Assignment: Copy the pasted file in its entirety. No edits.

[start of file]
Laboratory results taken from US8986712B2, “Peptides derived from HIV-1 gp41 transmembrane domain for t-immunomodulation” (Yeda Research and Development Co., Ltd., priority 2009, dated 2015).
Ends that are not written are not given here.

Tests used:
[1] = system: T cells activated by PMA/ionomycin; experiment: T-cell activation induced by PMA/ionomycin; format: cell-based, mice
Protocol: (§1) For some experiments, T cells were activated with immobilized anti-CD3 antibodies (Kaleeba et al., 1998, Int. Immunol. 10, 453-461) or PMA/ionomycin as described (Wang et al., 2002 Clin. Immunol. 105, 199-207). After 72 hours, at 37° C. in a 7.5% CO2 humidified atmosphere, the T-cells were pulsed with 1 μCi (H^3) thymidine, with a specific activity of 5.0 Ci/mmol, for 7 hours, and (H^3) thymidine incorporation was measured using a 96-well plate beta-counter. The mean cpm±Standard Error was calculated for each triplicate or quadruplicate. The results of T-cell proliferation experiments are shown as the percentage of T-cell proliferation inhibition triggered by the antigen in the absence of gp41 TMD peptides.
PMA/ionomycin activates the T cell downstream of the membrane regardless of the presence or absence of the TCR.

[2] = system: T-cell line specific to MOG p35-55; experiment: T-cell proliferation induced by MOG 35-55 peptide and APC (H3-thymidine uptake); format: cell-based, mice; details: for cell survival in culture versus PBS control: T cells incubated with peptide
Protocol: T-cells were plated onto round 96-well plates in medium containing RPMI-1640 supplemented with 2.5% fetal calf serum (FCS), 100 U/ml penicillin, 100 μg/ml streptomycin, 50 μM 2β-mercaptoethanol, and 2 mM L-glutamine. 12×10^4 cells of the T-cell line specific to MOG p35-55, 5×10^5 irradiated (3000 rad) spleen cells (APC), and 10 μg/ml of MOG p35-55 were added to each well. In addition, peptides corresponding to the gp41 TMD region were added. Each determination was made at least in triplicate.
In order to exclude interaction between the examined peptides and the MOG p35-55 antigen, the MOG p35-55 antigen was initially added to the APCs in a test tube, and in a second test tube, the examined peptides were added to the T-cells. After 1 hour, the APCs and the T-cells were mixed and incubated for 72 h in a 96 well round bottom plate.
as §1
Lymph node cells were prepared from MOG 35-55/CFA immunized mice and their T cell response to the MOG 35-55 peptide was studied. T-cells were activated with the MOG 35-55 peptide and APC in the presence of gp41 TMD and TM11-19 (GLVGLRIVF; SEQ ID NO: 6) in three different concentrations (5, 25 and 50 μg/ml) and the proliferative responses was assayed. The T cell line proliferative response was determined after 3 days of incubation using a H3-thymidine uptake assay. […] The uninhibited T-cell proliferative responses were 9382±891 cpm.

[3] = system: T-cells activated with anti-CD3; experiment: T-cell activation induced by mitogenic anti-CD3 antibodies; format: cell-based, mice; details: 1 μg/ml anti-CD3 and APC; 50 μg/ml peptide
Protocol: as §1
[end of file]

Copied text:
Laboratory results taken from US8986712B2, “Peptides derived from HIV-1 gp41 transmembrane domain for t-immunomodulation” (Yeda Research and Development Co., Ltd., priority 2009, dated 2015).
Ends that are not written are not given here.

Tests used:
[1] = system: T cells activated by PMA/ionomycin; experiment: T-cell activation induced by PMA/ionomycin; format: cell-based, mice
Protocol: (§1) For some experiments, T cells were activated with immobilized anti-CD3 antibodies (Kaleeba et al., 1998, Int. Immunol. 10, 453-461) or PMA/ionomycin as described (Wang et al., 2002 Clin. Immunol. 105, 199-207). After 72 hours, at 37° C. in a 7.5% CO2 humidified atmosphere, the T-cells were pulsed with 1 μCi (H^3) thymidine, with a specific activity of 5.0 Ci/mmol, for 7 hours, and (H^3) thymidine incorporation was measured using a 96-well plate beta-counter. The mean cpm±Standard Error was calculated for each triplicate or quadruplicate. The results of T-cell proliferation experiments are shown as the percentage of T-cell proliferation inhibition triggered by the antigen in the absence of gp41 TMD peptides.
PMA/ionomycin activates the T cell downstream of the membrane regardless of the presence or absence of the TCR.

[2] = system: T-cell line specific to MOG p35-55; experiment: T-cell proliferation induced by MOG 35-55 peptide and APC (H3-thymidine uptake); format: cell-based, mice; details: for cell survival in culture versus PBS control: T cells incubated with peptide
Protocol: T-cells were plated onto round 96-well plates in medium containing RPMI-1640 supplemented with 2.5% fetal calf serum (FCS), 100 U/ml penicillin, 100 μg/ml streptomycin, 50 μM 2β-mercaptoethanol, and 2 mM L-glutamine. 12×10^4 cells of the T-cell line specific to MOG p35-55, 5×10^5 irradiated (3000 rad) spleen cells (APC), and 10 μg/ml of MOG p35-55 were added to each well. In addition, peptides corresponding to the gp41 TMD region were added. Each determination was made at least in triplicate.
In order to exclude interaction between the examined peptides and the MOG p35-55 antigen, the MOG p35-55 antigen was initially added to the APCs in a test tube, and in a second test tube, the examined peptides were added to the T-cells. After 1 hour, the APCs and the T-cells were mixed and incubated for 72 h in a 96 well round bottom plate.
as §1
Lymph node cells were prepared from MOG 35-55/CFA immunized mice and their T cell response to the MOG 35-55 peptide was studied. T-cells were activated with the MOG 35-55 peptide and APC in the presence of gp41 TMD and TM11-19 (GLVGLRIVF; SEQ ID NO: 6) in three different concentrations (5, 25 and 50 μg/ml) and the proliferative responses was assayed. The T cell line proliferative response was determined after 3 days of incubation using a H3-thymidine uptake assay. […] The uninhibited T-cell proliferative responses were 9382±891 cpm.

[3] = system: T-cells activated with anti-CD3; experiment: T-cell activation induced by mitogenic anti-CD3 antibodies; format: cell-based, mice; details: 1 μg/ml anti-CD3 and APC; 50 μg/ml peptide
Protocol: as §1